2. Consider the Migration Approach
The whole point of unified communications and collaboration is to let people share information the way they want, at any given time. When each user device logs onto a network, the network shows a record not only of the "presence" of that person, but also of that individual's contact preferences. Collaborators can switch channels seamlessly while communicating-like from teleconference to Web conference to viewing electronic documents.
In the second step of planning, therefore, you'll need to gain an understanding of the business-driven features and capabilities your organization requires. Whose presence needs visibility, and which business processes will that serve? Which people and data need to be connected to meet business objectives?
As an early adopter, your organization probably has some combination of people handling communication-intensive and time-critical business processes, mobile team members with shifting preferences for communications channels, specialized or distributed work forces, or flexible business-continuity options. You'll need to consider the impact on the business during the migration of various users, and issues such as how to maintain network stability during the migration process.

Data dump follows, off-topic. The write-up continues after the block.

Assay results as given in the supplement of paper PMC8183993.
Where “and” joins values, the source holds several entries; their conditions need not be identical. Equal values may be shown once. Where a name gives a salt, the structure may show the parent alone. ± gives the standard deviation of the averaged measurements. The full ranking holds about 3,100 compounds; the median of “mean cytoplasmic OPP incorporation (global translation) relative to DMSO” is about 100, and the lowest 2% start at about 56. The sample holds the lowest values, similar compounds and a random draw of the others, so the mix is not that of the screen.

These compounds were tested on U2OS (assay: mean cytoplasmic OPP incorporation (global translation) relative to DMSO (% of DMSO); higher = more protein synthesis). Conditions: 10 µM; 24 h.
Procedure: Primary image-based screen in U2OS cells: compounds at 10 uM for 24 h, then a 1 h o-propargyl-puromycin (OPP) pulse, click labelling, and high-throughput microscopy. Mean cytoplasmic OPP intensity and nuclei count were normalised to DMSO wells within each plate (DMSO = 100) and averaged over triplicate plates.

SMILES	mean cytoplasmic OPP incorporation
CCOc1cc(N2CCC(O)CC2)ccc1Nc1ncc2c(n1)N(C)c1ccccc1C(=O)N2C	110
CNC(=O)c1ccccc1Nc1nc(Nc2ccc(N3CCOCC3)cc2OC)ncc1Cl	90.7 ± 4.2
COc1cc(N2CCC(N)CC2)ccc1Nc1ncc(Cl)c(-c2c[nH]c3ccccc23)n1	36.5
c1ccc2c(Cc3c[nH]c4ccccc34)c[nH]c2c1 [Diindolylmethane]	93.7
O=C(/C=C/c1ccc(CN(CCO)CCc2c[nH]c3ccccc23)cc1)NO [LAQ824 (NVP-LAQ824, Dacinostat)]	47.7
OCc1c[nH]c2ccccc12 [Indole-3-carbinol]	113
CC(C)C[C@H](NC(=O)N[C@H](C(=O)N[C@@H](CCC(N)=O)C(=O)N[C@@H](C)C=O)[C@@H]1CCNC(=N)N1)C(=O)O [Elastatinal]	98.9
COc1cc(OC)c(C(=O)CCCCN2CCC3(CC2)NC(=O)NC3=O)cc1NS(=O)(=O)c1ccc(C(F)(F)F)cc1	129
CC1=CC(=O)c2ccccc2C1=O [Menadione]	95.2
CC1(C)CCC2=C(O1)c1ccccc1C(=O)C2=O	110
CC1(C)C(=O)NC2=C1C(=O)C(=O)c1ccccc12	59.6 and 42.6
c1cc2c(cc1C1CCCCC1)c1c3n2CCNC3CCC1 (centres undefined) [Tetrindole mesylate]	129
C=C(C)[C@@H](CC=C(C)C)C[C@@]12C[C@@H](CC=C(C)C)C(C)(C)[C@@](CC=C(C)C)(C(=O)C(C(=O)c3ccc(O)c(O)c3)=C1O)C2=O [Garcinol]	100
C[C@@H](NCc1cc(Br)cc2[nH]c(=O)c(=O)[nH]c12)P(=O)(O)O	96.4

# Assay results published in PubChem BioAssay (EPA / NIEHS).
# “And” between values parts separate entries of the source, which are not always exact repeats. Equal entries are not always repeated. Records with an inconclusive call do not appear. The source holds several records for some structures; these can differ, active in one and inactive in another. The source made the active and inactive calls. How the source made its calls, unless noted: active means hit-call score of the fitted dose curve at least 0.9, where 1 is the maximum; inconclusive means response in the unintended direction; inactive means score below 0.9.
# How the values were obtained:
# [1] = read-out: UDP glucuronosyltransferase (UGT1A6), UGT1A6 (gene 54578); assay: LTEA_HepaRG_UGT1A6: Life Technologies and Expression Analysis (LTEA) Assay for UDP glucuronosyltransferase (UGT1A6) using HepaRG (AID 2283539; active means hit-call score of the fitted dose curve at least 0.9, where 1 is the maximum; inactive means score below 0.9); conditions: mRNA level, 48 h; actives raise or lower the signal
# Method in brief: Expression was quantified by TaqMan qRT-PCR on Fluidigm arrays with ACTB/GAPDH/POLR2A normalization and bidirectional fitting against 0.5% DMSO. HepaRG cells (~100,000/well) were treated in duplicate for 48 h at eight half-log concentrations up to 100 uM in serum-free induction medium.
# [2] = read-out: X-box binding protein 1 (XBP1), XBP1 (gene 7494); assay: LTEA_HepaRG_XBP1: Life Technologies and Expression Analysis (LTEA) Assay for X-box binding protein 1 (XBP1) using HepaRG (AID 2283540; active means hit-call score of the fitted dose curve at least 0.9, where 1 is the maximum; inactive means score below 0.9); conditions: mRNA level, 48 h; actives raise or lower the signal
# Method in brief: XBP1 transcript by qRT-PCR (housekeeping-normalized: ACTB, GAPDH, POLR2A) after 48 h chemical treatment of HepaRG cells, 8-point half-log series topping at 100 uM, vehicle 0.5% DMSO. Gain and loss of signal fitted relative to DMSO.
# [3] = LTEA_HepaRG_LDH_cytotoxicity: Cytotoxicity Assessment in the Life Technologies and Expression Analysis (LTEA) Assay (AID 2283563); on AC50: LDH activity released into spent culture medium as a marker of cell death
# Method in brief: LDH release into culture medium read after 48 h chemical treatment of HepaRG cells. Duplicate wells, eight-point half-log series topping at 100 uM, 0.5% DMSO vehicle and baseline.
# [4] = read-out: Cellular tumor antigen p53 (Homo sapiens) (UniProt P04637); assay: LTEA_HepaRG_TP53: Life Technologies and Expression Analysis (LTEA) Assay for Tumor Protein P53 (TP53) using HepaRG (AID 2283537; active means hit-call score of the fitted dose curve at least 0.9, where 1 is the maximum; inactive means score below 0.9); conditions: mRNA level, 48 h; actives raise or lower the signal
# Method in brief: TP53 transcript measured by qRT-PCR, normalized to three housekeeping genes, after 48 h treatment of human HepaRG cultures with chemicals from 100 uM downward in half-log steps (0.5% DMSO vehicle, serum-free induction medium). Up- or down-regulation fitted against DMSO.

3. Decide How to Source
Although some degree of unified communications and collaboration technologies may already be in place, an organization likely will need assistance developing a holistic strategy to combine technologies and providers into a common architecture. Decisions need to be made about whether to seek a fully managed service or a standard package from a vendor.
Unlike most IT projects, where the goal is to isolate the user and the business from the disruption of the change, migrating to unified communications and collaboration technologies requires the involvement of users and the business as a whole. It fundamentally changes how people communicate and conduct business. Projects must focus on streamlining business processes and generating value. This can't be done in a technology vacuum or solely by information technologists.
It's advisable to select long-term technology partners, not just the most economical, short-term vendors. True partners will help your organization integrate tools and systems within the context of business objectives, and connect unified communications and collaboration strategies with your line-of-business applications.
Following the above three steps will give you a foundation for harnessing the full potential of unified communications and collaboration-not just adopting the latest technology solution.
From here you'll be able to develop a detailed planning and implementation in three phases. (See my companion article, "How to Adopt Unified Communications and Collaboration: Three Phases.")
When the race to adopt a strategy for unified communications and collaboration is upon us, you'll already be through the gate.